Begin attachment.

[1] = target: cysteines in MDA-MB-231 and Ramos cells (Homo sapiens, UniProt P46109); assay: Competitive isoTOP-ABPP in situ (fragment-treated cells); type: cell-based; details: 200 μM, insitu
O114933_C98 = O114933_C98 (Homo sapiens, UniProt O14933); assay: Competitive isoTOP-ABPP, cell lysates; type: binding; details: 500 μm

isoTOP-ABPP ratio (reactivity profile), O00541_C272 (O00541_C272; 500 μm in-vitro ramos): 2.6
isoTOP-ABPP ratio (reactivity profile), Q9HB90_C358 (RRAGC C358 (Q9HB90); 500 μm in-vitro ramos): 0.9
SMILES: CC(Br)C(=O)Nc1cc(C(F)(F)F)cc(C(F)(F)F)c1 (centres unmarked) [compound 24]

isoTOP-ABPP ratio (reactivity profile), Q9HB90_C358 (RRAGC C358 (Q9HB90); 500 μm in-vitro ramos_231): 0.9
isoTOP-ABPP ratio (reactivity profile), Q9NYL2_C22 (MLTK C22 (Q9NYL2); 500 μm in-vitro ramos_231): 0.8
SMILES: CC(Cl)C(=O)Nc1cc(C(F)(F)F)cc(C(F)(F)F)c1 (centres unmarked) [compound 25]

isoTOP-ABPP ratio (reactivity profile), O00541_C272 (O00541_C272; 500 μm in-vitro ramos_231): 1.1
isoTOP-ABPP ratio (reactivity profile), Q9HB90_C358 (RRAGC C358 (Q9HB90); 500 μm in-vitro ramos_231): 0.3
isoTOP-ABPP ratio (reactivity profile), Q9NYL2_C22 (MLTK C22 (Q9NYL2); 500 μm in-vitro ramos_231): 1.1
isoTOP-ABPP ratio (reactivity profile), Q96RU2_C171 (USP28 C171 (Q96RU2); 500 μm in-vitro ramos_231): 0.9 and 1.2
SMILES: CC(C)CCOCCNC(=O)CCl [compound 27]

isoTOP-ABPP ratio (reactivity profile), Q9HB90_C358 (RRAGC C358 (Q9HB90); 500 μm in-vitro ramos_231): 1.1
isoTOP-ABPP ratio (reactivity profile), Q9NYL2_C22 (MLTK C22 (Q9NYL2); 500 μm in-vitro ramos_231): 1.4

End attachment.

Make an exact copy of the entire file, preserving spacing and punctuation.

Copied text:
[1] = target: cysteines in MDA-MB-231 and Ramos cells (Homo sapiens, UniProt P46109); assay: Competitive isoTOP-ABPP in situ (fragment-treated cells); type: cell-based; details: 200 μM, insitu
O114933_C98 = O114933_C98 (Homo sapiens, UniProt O14933); assay: Competitive isoTOP-ABPP, cell lysates; type: binding; details: 500 μm

isoTOP-ABPP ratio (reactivity profile), O00541_C272 (O00541_C272; 500 μm in-vitro ramos): 2.6
isoTOP-ABPP ratio (reactivity profile), Q9HB90_C358 (RRAGC C358 (Q9HB90); 500 μm in-vitro ramos): 0.9
SMILES: CC(Br)C(=O)Nc1cc(C(F)(F)F)cc(C(F)(F)F)c1 (centres unmarked) [compound 24]

isoTOP-ABPP ratio (reactivity profile), Q9HB90_C358 (RRAGC C358 (Q9HB90); 500 μm in-vitro ramos_231): 0.9
isoTOP-ABPP ratio (reactivity profile), Q9NYL2_C22 (MLTK C22 (Q9NYL2); 500 μm in-vitro ramos_231): 0.8
SMILES: CC(Cl)C(=O)Nc1cc(C(F)(F)F)cc(C(F)(F)F)c1 (centres unmarked) [compound 25]

isoTOP-ABPP ratio (reactivity profile), O00541_C272 (O00541_C272; 500 μm in-vitro ramos_231): 1.1
isoTOP-ABPP ratio (reactivity profile), Q9HB90_C358 (RRAGC C358 (Q9HB90); 500 μm in-vitro ramos_231): 0.3
isoTOP-ABPP ratio (reactivity profile), Q9NYL2_C22 (MLTK C22 (Q9NYL2); 500 μm in-vitro ramos_231): 1.1
isoTOP-ABPP ratio (reactivity profile), Q96RU2_C171 (USP28 C171 (Q96RU2); 500 μm in-vitro ramos_231): 0.9 and 1.2
SMILES: CC(C)CCOCCNC(=O)CCl [compound 27]

isoTOP-ABPP ratio (reactivity profile), Q9HB90_C358 (RRAGC C358 (Q9HB90); 500 μm in-vitro ramos_231): 1.1
isoTOP-ABPP ratio (reactivity profile), Q9NYL2_C22 (MLTK C22 (Q9NYL2); 500 μm in-vitro ramos_231): 1.4